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Gender stereotyping of female experts

Woman doctor with patient.
Credit: sturti for iStock

In 2020, women earned 84 cents for every dollar that a male worker took home, a Pew Research Center analysis found.

Common explanations for this disparity—which is present across most industries and professions and is larger for minority women—include the perception that women are less likely than men to negotiate raises and promotions, women’s disproportionate childcare responsibilities, and stereotypes about women’s and men’s respective talents, which influence the industries they’re steered toward or from.

A new paper by Haas professors Mathijs de Vaan and Toby Stuart highlights an underexplored impact on the livelihoods of women—particularly those working in high-skilled, client-based professions—long after they’ve committed to their industry of choice. The researchers reveal that gender stereotyping can weaken clients’ perceived trust in female professionals’ core offering: their expertise.

“All high-skill, client-based markets depend on trust, because the consumer is a non-expert relative to the provider,” says Stuart. “If you hire a financial advisor, a mechanic, or a physician and you don’t trust them, what do you do with the advice they give you?” Most likely, he notes, you’ll seek a second opinion.

Drawing from the comprehensive Massachusetts All Payer Claims Database, Stuart and de Vaan examined whether physicians’ gender determined the perceived value of their expertise as measured by how often patients sought second opinions.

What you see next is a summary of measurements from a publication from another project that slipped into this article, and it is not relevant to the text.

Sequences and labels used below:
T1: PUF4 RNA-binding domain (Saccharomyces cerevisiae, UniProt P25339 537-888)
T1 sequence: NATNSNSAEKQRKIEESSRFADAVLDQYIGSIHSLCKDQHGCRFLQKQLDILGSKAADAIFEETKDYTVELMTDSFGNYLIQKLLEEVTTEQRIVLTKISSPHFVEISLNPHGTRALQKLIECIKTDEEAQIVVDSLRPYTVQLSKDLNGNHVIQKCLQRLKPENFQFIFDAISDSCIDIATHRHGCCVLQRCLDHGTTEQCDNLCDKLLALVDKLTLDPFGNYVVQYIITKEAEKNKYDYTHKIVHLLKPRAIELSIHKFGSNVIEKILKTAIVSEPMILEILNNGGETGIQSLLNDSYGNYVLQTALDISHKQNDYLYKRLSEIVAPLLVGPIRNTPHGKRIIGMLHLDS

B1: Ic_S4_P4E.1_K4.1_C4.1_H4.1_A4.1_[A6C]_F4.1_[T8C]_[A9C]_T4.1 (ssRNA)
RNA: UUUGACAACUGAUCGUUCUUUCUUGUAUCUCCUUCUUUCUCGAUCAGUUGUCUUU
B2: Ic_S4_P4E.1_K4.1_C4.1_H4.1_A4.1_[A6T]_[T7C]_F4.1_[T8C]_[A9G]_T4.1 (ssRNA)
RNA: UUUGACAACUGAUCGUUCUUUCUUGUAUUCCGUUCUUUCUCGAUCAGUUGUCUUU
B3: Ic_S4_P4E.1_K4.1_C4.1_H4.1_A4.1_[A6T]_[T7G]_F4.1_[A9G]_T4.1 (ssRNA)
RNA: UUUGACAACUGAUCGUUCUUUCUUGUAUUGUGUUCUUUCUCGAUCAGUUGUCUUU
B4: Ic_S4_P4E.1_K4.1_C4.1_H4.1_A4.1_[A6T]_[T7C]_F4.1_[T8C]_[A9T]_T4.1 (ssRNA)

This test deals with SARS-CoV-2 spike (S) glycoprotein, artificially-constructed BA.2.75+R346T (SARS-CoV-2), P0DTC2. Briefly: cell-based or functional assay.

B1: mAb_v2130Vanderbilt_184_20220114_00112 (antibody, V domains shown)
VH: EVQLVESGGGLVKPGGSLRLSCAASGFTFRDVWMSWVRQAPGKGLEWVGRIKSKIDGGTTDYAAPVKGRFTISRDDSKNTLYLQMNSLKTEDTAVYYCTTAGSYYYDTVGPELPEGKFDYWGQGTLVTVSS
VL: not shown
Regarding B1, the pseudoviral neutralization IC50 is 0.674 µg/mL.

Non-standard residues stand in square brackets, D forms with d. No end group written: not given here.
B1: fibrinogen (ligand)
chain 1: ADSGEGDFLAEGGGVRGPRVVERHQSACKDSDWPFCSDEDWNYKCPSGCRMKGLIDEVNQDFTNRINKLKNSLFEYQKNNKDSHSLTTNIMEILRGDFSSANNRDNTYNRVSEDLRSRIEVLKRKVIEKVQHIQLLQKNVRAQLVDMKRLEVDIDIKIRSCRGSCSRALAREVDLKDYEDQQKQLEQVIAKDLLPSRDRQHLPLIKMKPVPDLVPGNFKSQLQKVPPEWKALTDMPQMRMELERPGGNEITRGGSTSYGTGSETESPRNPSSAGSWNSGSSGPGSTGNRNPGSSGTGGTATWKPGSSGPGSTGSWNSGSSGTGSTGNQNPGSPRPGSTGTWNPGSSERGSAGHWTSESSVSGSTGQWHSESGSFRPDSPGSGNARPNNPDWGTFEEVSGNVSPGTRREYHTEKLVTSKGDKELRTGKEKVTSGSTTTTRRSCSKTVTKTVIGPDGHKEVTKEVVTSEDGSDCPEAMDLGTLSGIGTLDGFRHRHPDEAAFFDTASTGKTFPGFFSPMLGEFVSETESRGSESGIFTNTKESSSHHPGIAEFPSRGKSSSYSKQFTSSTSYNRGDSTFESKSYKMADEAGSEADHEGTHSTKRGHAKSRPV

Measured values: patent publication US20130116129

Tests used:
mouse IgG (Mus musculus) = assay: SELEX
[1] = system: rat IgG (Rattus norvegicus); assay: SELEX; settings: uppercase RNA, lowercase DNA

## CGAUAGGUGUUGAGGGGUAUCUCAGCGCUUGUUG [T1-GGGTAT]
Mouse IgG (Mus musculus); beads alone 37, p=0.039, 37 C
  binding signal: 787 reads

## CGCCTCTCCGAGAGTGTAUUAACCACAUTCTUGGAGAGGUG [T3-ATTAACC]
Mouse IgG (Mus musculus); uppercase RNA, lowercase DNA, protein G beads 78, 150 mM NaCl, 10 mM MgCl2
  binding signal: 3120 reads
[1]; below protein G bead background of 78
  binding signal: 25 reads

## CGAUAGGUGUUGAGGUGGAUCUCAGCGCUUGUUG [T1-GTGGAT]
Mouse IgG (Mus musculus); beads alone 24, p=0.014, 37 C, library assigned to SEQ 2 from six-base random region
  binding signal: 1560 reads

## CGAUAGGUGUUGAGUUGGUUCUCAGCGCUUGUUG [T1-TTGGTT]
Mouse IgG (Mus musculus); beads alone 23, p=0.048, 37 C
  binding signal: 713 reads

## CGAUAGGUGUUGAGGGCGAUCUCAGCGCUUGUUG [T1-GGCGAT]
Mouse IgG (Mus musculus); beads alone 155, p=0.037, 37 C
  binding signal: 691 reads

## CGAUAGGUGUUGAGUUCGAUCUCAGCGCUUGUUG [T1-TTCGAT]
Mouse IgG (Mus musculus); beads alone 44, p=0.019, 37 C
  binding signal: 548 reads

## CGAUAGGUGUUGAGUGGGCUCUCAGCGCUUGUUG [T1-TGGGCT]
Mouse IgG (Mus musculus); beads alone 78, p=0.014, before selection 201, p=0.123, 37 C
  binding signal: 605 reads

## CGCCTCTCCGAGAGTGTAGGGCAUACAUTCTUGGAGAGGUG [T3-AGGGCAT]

The majority of patients preferred seeing specialists who shared their gender, including for first-opinion visits. And both men and women were more likely to opt for second opinions if the purveyor of the first opinion was a female specialist. However, male patients were much more likely than women to seek a second expert opinion.

Male patients in particular tended to switch to male specialists for their second opinions—and since patients most often stuck with the second specialists, what naturally followed were significant disparities in billings. On a per-patient basis, female specialists generated 10.7% lower billings than their male colleagues in the year following the average patient’s first visit.

Stuart says gender stereotypes about competence may harm women with professional expertise in many fields, from finance to law to management consulting. “We hold all of these gendered beliefs about work even if we are not aware of them, and they have a way of becoming reality.”